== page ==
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Family Go To great lengths to protect inheritance

May 11, 2015

A recent Court case has highlighted and reinforced the reasons why parents might wish to give consideration to establishing testamentary trusts within their Wills.

The facts of the case were that Mrs GM, who was 81 years old, had suffered Alzheimers since 2000 and was placed in full time care in 2002. In 2011 she suffered a severe stroke which rendered her in a vegetative state. Her husband, to whom she was still married, managed her affairs via an Enduring Power of Attorney. Mrs GM had two children, a son (GK) and a daughter. The son was married. Mrs GM made a Will on 21 June 1998 some four months after GK was married. In that Will she left certain properties to her son GK and those properties were, as at 2014, worth approximately $5 million. The son GK and his wife whom he married in 1998 separated in May 2014.

Mrs GM’s husband brought an Application in the Supreme Court to alter the terms of her existing Will. The Application was brought under Section 21 of the Succession Act 1991 which allows the Supreme Court to make Orders authorising a Will to be made or altered on behalf of the person who does not have testamentary capacity. The Application was opposed by the ex-wife of the son GK.

Effectively the Application was to alter the Will in such a way that the properties were not gifted directly to GK but were placed in a testamentary trust of which the beneficiaries were to be GK and the grandchildren and great grandchildren of Mrs GM. The reason for the Application was the concern that if Mrs GM died (and the evidence at the trial was that her life expectancy was only a matter of months) that the properties would, under her 1998 Will, pass to GK and, if that were to occur, those properties would form part of the matrimonial property of her son GK and his ex-wife and be subject to division between the son GK and his ex-wife as part of Family Law proceedings which would ensure as a result of the breakdown of that marriage. By placing the properties in a testamentary trust it would result in the properties not being owned by GK and as such they would not form part of the matrimonial property which could be the subject of Family Court Orders but would however be treated as a financial resource. The evidence before the Court was that the matrimonial pool without the properties was approximately $1.1 million but with the addition of the properties the matrimonial pool could be worth approximately $6 million.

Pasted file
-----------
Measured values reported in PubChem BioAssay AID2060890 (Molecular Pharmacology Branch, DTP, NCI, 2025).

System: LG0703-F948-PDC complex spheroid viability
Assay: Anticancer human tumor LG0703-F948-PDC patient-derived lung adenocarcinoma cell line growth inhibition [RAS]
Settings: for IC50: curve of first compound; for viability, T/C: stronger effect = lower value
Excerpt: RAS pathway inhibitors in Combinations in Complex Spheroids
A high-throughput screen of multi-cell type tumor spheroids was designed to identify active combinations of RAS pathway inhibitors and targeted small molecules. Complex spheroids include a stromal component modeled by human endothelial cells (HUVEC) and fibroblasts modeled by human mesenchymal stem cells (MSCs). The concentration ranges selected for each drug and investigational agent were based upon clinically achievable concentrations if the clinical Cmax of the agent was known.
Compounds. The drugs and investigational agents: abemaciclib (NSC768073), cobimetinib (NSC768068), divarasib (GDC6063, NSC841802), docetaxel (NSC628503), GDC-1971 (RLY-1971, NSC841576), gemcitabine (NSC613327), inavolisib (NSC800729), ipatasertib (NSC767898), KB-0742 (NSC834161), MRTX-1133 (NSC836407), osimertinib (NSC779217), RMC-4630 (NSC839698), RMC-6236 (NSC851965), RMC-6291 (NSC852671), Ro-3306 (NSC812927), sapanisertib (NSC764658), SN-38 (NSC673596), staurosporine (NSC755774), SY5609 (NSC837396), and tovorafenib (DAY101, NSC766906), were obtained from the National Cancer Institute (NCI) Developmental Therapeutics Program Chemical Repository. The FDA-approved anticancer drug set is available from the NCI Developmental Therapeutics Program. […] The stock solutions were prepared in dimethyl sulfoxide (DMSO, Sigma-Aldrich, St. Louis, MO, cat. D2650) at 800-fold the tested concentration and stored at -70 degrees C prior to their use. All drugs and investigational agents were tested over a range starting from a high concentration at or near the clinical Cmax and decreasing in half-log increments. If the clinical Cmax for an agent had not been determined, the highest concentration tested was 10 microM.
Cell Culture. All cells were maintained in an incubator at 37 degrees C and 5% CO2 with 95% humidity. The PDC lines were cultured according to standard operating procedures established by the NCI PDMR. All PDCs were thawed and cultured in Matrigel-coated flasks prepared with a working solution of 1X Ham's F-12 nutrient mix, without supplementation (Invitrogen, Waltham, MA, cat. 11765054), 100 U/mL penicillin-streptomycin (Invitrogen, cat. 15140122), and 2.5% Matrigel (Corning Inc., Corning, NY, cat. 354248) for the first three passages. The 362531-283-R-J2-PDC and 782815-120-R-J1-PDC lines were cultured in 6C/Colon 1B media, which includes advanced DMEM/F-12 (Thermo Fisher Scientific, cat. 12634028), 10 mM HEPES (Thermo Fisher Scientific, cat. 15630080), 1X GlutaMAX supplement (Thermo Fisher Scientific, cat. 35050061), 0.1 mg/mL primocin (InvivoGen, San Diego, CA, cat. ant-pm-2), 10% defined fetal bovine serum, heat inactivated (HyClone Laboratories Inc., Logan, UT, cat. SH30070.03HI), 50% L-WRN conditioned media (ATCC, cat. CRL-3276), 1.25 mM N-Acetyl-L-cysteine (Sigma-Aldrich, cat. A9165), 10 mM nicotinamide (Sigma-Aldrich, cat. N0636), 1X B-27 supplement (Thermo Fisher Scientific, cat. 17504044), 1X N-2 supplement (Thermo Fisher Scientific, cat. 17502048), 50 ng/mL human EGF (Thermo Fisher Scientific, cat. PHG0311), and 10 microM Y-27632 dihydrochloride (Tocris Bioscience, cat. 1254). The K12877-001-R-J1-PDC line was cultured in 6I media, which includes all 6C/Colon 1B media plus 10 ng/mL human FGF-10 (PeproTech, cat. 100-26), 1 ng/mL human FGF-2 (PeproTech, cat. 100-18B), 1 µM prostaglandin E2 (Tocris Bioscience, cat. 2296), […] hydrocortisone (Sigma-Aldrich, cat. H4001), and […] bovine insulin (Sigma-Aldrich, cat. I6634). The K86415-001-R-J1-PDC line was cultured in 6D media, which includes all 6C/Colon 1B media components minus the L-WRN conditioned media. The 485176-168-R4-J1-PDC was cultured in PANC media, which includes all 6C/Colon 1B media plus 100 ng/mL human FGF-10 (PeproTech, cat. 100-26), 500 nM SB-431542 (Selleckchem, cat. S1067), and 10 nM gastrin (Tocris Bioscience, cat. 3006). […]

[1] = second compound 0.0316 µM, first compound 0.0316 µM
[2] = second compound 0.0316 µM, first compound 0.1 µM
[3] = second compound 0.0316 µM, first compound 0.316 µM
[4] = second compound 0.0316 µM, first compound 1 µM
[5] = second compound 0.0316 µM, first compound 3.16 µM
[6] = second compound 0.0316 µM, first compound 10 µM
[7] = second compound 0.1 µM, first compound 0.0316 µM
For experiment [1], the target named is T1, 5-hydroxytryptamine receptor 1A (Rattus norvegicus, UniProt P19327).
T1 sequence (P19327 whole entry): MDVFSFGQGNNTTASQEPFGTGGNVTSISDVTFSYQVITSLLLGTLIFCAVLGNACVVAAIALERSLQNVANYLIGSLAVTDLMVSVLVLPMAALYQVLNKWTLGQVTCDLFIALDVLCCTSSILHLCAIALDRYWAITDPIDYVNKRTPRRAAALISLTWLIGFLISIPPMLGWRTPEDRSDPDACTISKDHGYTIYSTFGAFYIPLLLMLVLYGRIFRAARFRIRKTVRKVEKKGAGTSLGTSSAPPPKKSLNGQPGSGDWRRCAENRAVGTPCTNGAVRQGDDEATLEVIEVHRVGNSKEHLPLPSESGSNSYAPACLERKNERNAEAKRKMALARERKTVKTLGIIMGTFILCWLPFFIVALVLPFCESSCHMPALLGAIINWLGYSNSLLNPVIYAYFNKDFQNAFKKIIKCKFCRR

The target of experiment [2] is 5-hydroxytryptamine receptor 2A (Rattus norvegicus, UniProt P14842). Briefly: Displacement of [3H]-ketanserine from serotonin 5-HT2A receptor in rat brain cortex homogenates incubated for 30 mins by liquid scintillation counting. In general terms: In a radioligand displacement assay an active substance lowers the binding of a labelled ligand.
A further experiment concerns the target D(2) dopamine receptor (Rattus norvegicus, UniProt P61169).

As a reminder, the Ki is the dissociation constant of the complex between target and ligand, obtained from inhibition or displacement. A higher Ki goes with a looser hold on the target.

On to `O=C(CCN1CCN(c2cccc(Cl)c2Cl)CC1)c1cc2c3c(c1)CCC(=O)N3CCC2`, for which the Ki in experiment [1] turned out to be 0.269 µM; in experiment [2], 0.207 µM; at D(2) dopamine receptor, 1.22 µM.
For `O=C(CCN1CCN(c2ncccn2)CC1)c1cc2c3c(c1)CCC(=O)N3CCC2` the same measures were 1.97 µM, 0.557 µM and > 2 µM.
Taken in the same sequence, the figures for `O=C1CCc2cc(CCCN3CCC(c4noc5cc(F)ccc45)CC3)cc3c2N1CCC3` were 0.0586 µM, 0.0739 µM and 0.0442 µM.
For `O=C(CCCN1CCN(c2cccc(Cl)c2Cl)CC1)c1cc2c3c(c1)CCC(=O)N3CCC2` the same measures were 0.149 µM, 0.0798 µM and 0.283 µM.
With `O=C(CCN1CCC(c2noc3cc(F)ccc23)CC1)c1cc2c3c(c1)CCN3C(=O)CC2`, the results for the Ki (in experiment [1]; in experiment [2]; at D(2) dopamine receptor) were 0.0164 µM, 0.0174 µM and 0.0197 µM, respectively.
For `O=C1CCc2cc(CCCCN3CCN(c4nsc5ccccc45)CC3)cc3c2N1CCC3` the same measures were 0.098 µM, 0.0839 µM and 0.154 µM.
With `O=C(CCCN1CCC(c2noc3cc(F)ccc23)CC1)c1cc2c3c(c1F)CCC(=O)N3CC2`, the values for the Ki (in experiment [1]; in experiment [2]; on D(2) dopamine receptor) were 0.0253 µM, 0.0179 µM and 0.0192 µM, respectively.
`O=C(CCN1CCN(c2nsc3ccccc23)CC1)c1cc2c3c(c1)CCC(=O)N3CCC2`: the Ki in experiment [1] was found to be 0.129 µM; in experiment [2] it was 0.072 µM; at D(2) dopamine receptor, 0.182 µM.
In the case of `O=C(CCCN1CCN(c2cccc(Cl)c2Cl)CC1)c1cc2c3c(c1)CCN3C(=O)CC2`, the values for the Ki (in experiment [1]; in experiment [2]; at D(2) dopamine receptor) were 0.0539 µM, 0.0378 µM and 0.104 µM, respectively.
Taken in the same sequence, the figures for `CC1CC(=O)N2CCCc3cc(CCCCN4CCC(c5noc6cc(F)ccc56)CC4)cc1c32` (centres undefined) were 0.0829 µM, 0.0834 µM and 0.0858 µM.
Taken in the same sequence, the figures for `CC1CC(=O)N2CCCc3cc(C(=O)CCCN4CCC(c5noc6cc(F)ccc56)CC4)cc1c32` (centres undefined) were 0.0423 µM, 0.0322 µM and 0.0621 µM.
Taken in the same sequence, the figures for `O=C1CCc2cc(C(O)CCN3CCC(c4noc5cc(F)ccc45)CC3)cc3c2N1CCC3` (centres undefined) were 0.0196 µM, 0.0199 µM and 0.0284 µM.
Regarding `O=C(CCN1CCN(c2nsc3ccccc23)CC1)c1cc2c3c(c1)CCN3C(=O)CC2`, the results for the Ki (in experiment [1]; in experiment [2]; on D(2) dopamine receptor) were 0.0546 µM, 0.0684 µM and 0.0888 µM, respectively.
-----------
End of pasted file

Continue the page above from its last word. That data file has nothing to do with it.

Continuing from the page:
It was accepted by Mrs GM’s husband that the purpose of the Application was to take the properties out of the reach of the Family Court. The Court found that that proposal did not offend “the policy of the law” as it was not seeking to defeat creditors or avoid the operation of the Bankruptcy Act 1966 (Cth). The Court found it was intended however to impact pending Family Court proceedings. At first instance in the Supreme Court the Judge found that in all of the circumstances and particularly given that the purpose of the amendment was to impact upon the Family Court proceedings, it was not appropriate for an Order to be made under Section 21 of the Succession Act 1991 and the Application was refused.

Mrs GM’s husband appealed the matter to the Queensland Court of Appeal. The Court of Appeal found the Supreme Court Judge had placed too much emphasis on what he had found to be the purpose behind the Application, namely to achieve an advantage to GK in the Family Court proceedings. The Court of Appeal concentrated on how Mrs GM would exercise her testamentary powers over her own property in the circumstances that existed. Primacy seemed to be given to the competing interest that GK and his ex-wife has between themselves in the Family Court proceedings and not the likely wishes of Mrs GM and to the steps she herself might have taken had she had testamentary capacity to do so. As a result the Court of Appeal found that it was appropriate for an order to be made amending Mrs GM’s previous Will and allowing for the properties to be placed into a testamentary trust.

 

Davoren Associates can assist you in relation to preparing Wills which incorporate Testamentary Trusts. If you have any queries in relation to the use of Testamentary Trusts please do not hesitate to contact us.